Cleft Lip and Palate

Cleft lip and palate

What are cleft lip and palate surgeries?

Cleft lip and palate which are medically referred to as cheiloschisis and palatoschisis respectively, are two of the most commonly occurring birth disorders seen in America. This condition results from the incomplete formation of the roof of the mouth, or the upper lip. These defects can either occur independently, or in combination with one another varying in terms of severity. They may be unilateral or bilateral. Cleft Palate Diagram

Cleft lip and palate can develop during the fetal life of a child while it is still undergoing development. A cleft is basically defined as an abnormal separation that occurs between the lip and the roof of the mouth due to certain factors which prevent the normal closure from taking place. Fortunately, there are surgeries that can adequately restore the function and normalize the appearance of a cleft lip/palate patient. Certain plastic surgeries which when performed within due course of time, can easily restore the ability of a child to breathe, speak, swallow, eat, and hear normally with outstanding cleft repair.

It is important for parents to consult the right team of specialists the moment the detect birth defects such as cleft lip and palate for timely treatment and management. Some of the professionals that can be approached for treatment of clefts include plastic surgeons, dentists, pediatricians, speech and hearing specialists, ENT specialists and counselors.

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Are there any risks and complications related to cleft lip and palate surgeries?

Though there are countless advantages of an early surgical intervention for cleft lip and palate cases, there are also certain chances of risks and complications that all surgeons must discuss with their patients prior to proceeding with the surgery. Some of the complications and risks that are associated with cleft lip and palate surgeries include:

–          Abnormal post surgical bleeding or formation of hematoma

–          Infection at the site of surgery

–          Delayed healing

–          Complications and risks associated with anesthesia administration

–          Contracture

–          Damage to vessels and nerves due to improper technique or accidents during surgery

–          Allergic reactions to materials used during surgery

–          Loss of symmetry

–          Irregularities seen after surgery

–          Chances of revisional surgery due to unsatisfactory results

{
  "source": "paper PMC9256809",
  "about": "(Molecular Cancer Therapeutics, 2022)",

What are the steps involved in cleft lip and palate surgeries?

The steps involved in conventional cleft lip and palate surgeries performed globally include:

  1. Administration of Anesthesia: Anesthesia is administrated before starting the procedure in order to ensure a painless experience for the patient. Cleft Lip and Palate surgeries may be performed on general anesthesia or complete sedation because they are invasive in nature and the elimination of pain and discomfort is absolutely essential. Based on your medical history, your surgeon will recommend the most suitable drugs and mode of administration for anesthesia.
  2. Creating Suitable Incisions: The basic aim of a cleft lip surgery is to eliminate the gap between the upper lip and restore normal function as well as aesthetics as much as possible. For this purpose, the surgeon creates incisions on each side of the cleft in order to raise flaps comprising of natural tissue which can then be brought together and sutured for ideal closure of the upper lip cleft.
    Correcting cleft palate is more complicated as it requires careful manipulation of the musculature as well as the tissues around the cleft in order to reconstruct the roof of the mouth and close the gap. Similar to the cleft lip procedure, incision are created on each side of the cleft palate in order to raise the specialized flaps which are then used to reorient both soft and hard muscles of the palate. Once the gap has been closed adequately, the muscles are then sutured together typically at the middle of the palate.
  3. Closing Incisions: All incisions for cleft lip and palate surgeries are reoriented and closed with the help of suitable sutures.

It is important to note that more plastic surgeries may be required in the future in order to restore or improve the aesthetics of the patient completely.

Results and recovery from Cleft Lip and Palate Surgery (Click here to view Before & After Photographs):

Stock Photo

Among the specific post surgical instructions that are given to cleft lip and palate surgery patients include taking ample care of the surgical site to allow for proper healing, taking medication and attending all follow up visits with the surgeons whenever scheduled.
Surgeries that aim to correct cleft lip and palate drastically improve the overall lifestyle of patients born of such defects. Once the surgery has been performed, these patients can eat, swallow, breath, hear and speak as normally as any other person. With early interventions, plastic surgeries not only restore normal functionality, but also ideal aesthetics allowing patients to lead confident, happy and healthy lives.